Whistler’s oil paintings of the Thames, combining closely observed realistic views, expressive brushwork and atmospheric colour, reward close examination. However, they can also conceal surprises, the ghostly records of earlier work. Xrays of two paintings by Whistler have resulted in a remarkable discovery. The paintings are Brown and Silver: Old Battersea Bridge (Addison Gallery of American Art) and The Last of Old Westminster (Boston Museum of Fine Arts).
Brown and Silver was commissioned in 1859, probably completed in 1862, and first exhibited in 1865. The Last of Old Westminster is signed and dated 1862.
The Last of Old Westminster
Photograph Copyright 2014 Museum of Fine Arts, Boston
It has long been known, from an xray, that there is a self-portrait of the artist, painted at right angles to the Thames riverscape, under Brown and Silver: Old Battersea Bridge.
It shows Whistler at work, painting with brush in hand, but was left unfinished and partly rubbed down. Nevertheless it is a vivid portrayal of the young artist, and was probably painted either in Paris or – more likely – in London. Either he was not satisfied with the portrait or he needed a canvas to start the painting Old Battersea Bridge, which was commissioned by the Greek collector Alexander C. Ionides after the Royal Academy exhibition of 1859. If the Bridge is looked at under raking light, traces of the ghostly Whistler can still be seen.
However, we did not know until recently that The Last of Old Westminster was also painted over a portrait, that of a seated woman, possibly a woman reading, which was also painted at right angles to the bridge, and partly rubbed down.
It was Nadine Loach, at Dulwich Picture Gallery, who highlighted this as a significant discovery, and followed up first tantalising piece of information, which noted that there was a figure underneath the painting of Westminster Bridge. This information came in while the picture hung at Dulwich Picture Gallery, but too late to be included in the catalogue. Hopefully it will entertain visitors to the show while it is in Andover and Washington.
Although it is difficult to be certain, the woman, as seen in the xray, looks like Whistler’s Irish model Joanna Hiffernan. A detail from a drypoint portrait of ‘Jo’, reversed, is illustrated below for comparison.
The two portraits could be considered a pair: they are close in size, Brown and Silver: Old Battersea Bridge being 63.5 x 76.2 cms and The Last of Old Westminster, slightly different in proportion, at 60.96 x 78.1 cms. It is possible that they recorded a significant stage in the relationship between artist and model, as partners in the creation of works of art.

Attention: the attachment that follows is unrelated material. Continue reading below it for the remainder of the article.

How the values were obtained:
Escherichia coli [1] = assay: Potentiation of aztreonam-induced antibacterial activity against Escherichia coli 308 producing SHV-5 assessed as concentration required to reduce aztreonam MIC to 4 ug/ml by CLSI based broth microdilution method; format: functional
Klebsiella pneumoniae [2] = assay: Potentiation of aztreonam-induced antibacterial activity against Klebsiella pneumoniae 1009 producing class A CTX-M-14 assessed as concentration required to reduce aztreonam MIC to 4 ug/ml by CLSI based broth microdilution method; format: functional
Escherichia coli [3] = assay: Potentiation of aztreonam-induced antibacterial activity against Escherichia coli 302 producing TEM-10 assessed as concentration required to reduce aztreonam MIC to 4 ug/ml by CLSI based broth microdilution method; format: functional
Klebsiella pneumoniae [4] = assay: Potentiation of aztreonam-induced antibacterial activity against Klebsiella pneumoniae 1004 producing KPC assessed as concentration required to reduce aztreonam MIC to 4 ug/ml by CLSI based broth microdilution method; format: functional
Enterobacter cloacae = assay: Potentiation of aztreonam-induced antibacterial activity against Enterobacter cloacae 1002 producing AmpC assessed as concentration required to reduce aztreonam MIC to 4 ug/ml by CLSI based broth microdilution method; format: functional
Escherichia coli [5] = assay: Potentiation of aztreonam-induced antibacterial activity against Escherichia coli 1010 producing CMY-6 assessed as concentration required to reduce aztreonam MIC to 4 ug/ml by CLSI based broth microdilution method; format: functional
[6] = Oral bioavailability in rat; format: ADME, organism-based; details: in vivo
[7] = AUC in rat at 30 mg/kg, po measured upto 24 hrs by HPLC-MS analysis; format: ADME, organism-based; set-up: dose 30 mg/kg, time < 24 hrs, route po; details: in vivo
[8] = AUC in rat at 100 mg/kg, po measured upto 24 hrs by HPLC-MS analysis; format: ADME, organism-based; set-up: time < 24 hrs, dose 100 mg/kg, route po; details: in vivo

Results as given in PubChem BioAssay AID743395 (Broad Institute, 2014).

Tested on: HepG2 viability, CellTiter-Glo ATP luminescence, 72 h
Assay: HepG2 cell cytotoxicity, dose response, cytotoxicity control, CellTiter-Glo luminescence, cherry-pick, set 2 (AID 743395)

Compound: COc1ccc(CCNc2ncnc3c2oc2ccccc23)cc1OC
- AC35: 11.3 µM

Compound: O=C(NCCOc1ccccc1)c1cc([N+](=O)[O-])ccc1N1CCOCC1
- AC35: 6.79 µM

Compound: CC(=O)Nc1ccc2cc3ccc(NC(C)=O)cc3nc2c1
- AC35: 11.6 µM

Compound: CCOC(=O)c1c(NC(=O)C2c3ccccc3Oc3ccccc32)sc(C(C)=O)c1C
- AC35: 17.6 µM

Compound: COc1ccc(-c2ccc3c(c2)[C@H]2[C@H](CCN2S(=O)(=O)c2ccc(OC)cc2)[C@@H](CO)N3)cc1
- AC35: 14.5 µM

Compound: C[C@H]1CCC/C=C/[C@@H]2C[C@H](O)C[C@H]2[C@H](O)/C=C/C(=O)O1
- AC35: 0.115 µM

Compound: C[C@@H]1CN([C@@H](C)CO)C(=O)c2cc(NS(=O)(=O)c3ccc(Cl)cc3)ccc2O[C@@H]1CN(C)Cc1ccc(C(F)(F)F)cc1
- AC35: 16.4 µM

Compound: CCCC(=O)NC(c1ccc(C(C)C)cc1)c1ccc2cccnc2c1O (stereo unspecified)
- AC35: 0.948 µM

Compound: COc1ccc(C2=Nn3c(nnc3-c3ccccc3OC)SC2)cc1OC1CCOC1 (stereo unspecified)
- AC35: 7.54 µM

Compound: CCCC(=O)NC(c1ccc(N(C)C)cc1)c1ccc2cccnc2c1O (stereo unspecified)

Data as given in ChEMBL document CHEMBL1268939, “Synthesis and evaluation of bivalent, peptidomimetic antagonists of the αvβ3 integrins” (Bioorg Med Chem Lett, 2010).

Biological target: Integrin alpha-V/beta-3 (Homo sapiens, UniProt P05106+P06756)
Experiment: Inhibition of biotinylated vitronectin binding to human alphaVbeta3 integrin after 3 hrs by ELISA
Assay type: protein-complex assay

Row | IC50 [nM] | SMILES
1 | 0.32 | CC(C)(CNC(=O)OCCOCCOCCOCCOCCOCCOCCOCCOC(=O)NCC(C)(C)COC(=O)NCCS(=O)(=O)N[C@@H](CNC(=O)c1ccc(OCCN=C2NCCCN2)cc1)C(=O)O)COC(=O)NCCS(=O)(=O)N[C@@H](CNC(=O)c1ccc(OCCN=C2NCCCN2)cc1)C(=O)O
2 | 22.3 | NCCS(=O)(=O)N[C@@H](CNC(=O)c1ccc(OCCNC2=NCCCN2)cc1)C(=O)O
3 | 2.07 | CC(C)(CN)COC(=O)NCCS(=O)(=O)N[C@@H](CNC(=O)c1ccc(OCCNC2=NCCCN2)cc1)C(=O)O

However, either these intimate portraits were sacrificed in order to make way for more saleable paintings of the river Thames, or Whistler simply felt that the portraits were not working out. Despite his close relationship with Jo, his model, mistress and partner, or perhaps because of it, Whistler may have felt that he could not complete, hang or exhibit two such personal images. And so they were sacrificed for two immensely saleable, exhibitable – and very beautiful – paintings of Thames bridges.
The two bridge pictures are currently on view in the exhibition An American in London: Whistler and the Thames at the Addison Gallery of American Art, Andover, and move, in May, to the Freer Gallery of Art in Washington DC.
Further technical examination of the paintings may well confirm these tentative suggestions; and hopefully will be published in due course in an online catalogue of Whistler’s paintings.
Many thanks to Nadine Loach and colleagues at Dulwich Picture Gallery, to James M. Sousa at the Addison Gallery of American Art, and to Marta Fodor and colleagues in Boston.
Brown and Silver: Old Battersea Bridge, 1859-62, oil on canvas, 63.5 x 76.2 cms, Addison Gallery of American Art, Andover, MA., Gift of Cornelius Bliss, 1928.55.
The Last of Old Westminster, 1862, Oil on canvas, 60.96 x 78.1 cm, Museum of Fine Arts, Boston, A. Shuman Collection, Abraham Shuman Fund, 1939.44.
A. McLaren Young, M.F. MacDonald, Robin Spencer with H. Miles, The Paintings of James McNeill Whistler, Yale University Press, 1980.
The Correspondence of James McNeill Whistler, 1855-1903, edited by Margaret F. MacDonald, Patricia de Montfort and Nigel Thorp; including The Correspondence of Anna McNeill Whistler, 1855-1880, edited by Georgia Toutziari. Online edition, University of Glasgow.http://www.whistler.arts.gla.ac.uk/correspondence
Margaret F. MacDonald, Grischka Petri, Meg Hausberg, and Joanna Meacock, James McNeill Whistler: The Etchings, a catalogue raisonné, University of Glasgow, 2012, online website at http://etchings.arts.gla.ac.uk.
M.F. MacDonald and P. de Montfort, curators: ‘An American in London: Whistler and the Thames’, Dulwich Picture Gallery, 2013–2014: Addison Gallery of American Art, 1 February-13 April 2014; Freer Gallery of Art, May 2–August 17, 2014.